A little over a month ago, I visited my friend Janet and her fiance (now husband) Michael. We were looking around Fells Point for restaurants of interest, and came here because of its cool outdoor seating, and delicious-sounding menu.
We started with the sangria blanca. It was really crisp, and had an interesting pear/lychee flavor. We ordered two tapas each, and shared a plate of olives. Everything was so inexpensive. The olives, a pretty full platter, were under $4, and the meal was served with 4 pieces of bruschetta. I ordered the Coliflor Gratinada – cauliflower with manchengo, olives, onions, garlic, and chickpeas, and the Garbanzos Tostados — roasted chickpeas with onions, tomatoes, and sherry vinegar. Both dishes were really delicious and filling, which I felt was surprising given the price.
Janet ordered Veiras con Vinagreta de Pistachios, which was a seared scallop dish. She seemed to really enjoy it. For her second tapa, she ordered Espinaca Salteado, which was a salty spinach and roasted garlic dish topped with Cana de Cabra – a tangy Spanish goat cheese.
I was thrilled with the attentive service and delicious food, and it was incredibly affordable for such a trendsetting cuisine in a hip neighborhood.
I try to visit my company‘s DC office as often as possible – the people are wonderful (Sandy, Dee, Hillary) and Washington, DC offers a nice change of pace from New York City. Each time I visit, we tend to have a nice, relaxed business lunch to catch up, and of course, to eat well.
On this past visit, a few weeks back, we set our hungry eyes on Founding Farmers (1924 Pennsylvania Ave NW). After finishing our meal, my first thought was, “I’m not sure that I’ve ever felt this full . . . ever.”
Such a great restaurant — from the decor to the food on the plate; everything is made to feel very homey. We started with an appetizer of the fried green tomatoes, which are served with this great avocado sauce and goat cheese spread, and an appetizer of cornbread, which is served with a really savory honey butter in a cast-iron skillet. Corn bread with chunks of real sweet corn? Delicious.
For the main course, we all ordered fairly different dishes. I had the roasted vegetable tartine, but I substituted the avocado spread for goat cheese. It was served with a delicious tomato soup. The dish was really well-assembled, but I maybe would have wished that the tartine was served warm. The other dishes ordered were a scallop risotto dish that looked delicious, the shrimp cobb salad, the chicken and quinoa dish, as well as the 17 vegetable salad. The salads both looked great, the shrimp salad was bigger, and the chicken dish was also bigger than I would have guessed. The service was impeccable – really friendly and attentive, and most importantly, really well educated on the ingredients in every dish. I would happily return to Founding Farmers, with friends or with colleagues.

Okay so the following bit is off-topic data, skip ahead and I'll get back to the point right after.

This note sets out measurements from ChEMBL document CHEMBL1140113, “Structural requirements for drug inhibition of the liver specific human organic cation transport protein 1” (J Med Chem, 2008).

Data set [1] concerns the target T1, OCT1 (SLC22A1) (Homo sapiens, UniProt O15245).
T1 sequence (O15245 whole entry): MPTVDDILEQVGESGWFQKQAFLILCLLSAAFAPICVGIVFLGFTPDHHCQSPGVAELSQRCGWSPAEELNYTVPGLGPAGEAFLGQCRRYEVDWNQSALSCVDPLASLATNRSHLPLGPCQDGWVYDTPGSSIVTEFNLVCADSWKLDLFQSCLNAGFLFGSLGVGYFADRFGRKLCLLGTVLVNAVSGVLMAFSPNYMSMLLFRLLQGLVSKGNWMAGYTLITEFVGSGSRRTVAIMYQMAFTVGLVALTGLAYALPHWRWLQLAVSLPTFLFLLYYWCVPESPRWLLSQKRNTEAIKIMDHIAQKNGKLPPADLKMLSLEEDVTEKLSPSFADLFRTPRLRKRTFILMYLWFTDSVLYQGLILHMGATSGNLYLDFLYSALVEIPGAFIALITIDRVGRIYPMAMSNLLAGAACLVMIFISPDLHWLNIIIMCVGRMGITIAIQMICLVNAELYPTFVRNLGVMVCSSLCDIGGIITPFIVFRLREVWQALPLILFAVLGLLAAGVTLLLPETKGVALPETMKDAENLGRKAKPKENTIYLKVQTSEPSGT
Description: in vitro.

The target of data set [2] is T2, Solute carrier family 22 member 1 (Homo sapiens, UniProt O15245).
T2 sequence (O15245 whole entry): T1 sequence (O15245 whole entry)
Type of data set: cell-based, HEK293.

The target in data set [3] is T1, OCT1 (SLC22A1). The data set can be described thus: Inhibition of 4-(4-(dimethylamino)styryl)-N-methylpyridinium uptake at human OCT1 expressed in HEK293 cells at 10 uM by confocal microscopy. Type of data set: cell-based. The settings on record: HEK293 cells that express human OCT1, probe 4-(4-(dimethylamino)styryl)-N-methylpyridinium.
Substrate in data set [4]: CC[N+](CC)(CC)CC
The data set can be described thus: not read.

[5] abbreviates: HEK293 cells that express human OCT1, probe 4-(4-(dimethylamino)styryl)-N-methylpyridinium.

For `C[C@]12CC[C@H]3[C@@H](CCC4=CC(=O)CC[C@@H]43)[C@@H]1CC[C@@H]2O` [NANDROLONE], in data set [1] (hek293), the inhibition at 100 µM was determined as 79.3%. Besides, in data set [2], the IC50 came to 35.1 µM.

I’ve walked passed Vero many times on my 2nd Ave. treks, and came here for a quick lunch with one of my colleagues after a long schlep back from the west side of Manhattan. I was in the mood for something with goat cheese, and so we opted for Vero as it has several items that fit that description.
I had the chopped salad, my colleague had the tuna tartare and we both had a glass of the watermelon sangria. My meal was delicious. Perfect portion, great fresh ingredients. The salad had currants, red peppers, feta (but I actually think it was crumbled goat cheese), tomatoes, romaine lettuce, and chickpeas and while normally dressed with a lemon vinaigrette, I opted for just some balsamic vinegar.
My colleague’s dish was really well-presented. It was tuna tartare stacked with fried wontons and the garnish was really bright and vibrant.
The sangria was really delicious. The watermelon puree worked really well with the crisp white wine, with floating pears on top.
Only thing I wished would have been different, and the reason I withheld the fifth star when I reviewed Vero on Yelp, is that the salad was not as finely chopped as I would have hoped. Everything else? Wonderful.
Thanks to a post from Kettle NYC, I discovered Under Consideration’s Art of the Menu. As someone who loves to cook, and who enjoys the modern culture of food (be it making it and serving it, or ordering it and eating it), I found the page pretty cool.
I spent a few minutes checking out the artistic and kitschy/quirky qualities, and picked two personal favorite designs:
Schiller’s Liquor Bar
Courtesy of UnderConsideration
I loved the hand-drawn style of the font. It added a positive rustic quality to the menu, which to me, gives the menu and its offerings even more authenticity.
Courtesy of UnderConsideration
Like the commentary from UnderConsideration, I enjoyed the playful, and yet elegant nature of the multiple font choices. The colors are easy on the eyes, and the playful factor pops up again with the details and illustrations scattered throughout the page. The menu also reads in a fairly logical way.